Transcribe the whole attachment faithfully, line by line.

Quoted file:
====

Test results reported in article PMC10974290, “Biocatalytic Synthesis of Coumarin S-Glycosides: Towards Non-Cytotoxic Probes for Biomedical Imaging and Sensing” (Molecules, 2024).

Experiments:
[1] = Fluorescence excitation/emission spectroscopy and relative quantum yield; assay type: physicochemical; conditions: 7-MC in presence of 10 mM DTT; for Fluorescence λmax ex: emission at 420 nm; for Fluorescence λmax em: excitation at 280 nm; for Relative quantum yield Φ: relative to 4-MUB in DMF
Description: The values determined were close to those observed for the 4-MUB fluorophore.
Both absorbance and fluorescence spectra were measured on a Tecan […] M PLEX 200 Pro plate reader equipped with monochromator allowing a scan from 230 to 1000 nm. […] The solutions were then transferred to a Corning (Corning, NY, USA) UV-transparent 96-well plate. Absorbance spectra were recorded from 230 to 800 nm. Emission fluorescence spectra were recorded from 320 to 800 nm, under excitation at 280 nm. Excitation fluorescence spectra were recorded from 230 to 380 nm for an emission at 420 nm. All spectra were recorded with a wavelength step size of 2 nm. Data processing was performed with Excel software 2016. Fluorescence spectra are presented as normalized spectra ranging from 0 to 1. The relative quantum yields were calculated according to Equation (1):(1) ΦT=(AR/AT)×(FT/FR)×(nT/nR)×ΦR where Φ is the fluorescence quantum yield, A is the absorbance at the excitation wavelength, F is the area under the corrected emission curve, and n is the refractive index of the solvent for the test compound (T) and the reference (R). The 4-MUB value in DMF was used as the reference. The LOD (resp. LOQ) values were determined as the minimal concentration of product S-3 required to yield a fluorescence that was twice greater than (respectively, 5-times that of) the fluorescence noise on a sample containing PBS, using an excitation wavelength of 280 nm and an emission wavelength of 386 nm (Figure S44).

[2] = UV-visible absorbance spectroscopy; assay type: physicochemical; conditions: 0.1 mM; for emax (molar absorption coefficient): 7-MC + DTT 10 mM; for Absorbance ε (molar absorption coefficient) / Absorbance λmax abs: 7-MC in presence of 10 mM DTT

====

Test results reported in article PMC10974290, “Biocatalytic Synthesis of Coumarin S-Glycosides: Towards Non-Cytotoxic Probes for Biomedical Imaging and Sensing” (Molecules, 2024).

Experiments:
[1] = Fluorescence excitation/emission spectroscopy and relative quantum yield; assay type: physicochemical; conditions: 7-MC in presence of 10 mM DTT; for Fluorescence λmax ex: emission at 420 nm; for Fluorescence λmax em: excitation at 280 nm; for Relative quantum yield Φ: relative to 4-MUB in DMF
Description: The values determined were close to those observed for the 4-MUB fluorophore.
Both absorbance and fluorescence spectra were measured on a Tecan […] M PLEX 200 Pro plate reader equipped with monochromator allowing a scan from 230 to 1000 nm. […] The solutions were then transferred to a Corning (Corning, NY, USA) UV-transparent 96-well plate. Absorbance spectra were recorded from 230 to 800 nm. Emission fluorescence spectra were recorded from 320 to 800 nm, under excitation at 280 nm. Excitation fluorescence spectra were recorded from 230 to 380 nm for an emission at 420 nm. All spectra were recorded with a wavelength step size of 2 nm. Data processing was performed with Excel software 2016. Fluorescence spectra are presented as normalized spectra ranging from 0 to 1. The relative quantum yields were calculated according to Equation (1):(1) ΦT=(AR/AT)×(FT/FR)×(nT/nR)×ΦR where Φ is the fluorescence quantum yield, A is the absorbance at the excitation wavelength, F is the area under the corrected emission curve, and n is the refractive index of the solvent for the test compound (T) and the reference (R). The 4-MUB value in DMF was used as the reference. The LOD (resp. LOQ) values were determined as the minimal concentration of product S-3 required to yield a fluorescence that was twice greater than (respectively, 5-times that of) the fluorescence noise on a sample containing PBS, using an excitation wavelength of 280 nm and an emission wavelength of 386 nm (Figure S44).

[2] = UV-visible absorbance spectroscopy; assay type: physicochemical; conditions: 0.1 mM; for emax (molar absorption coefficient): 7-MC + DTT 10 mM; for Absorbance ε (molar absorption coefficient) / Absorbance λmax abs: 7-MC in presence of 10 mM DTT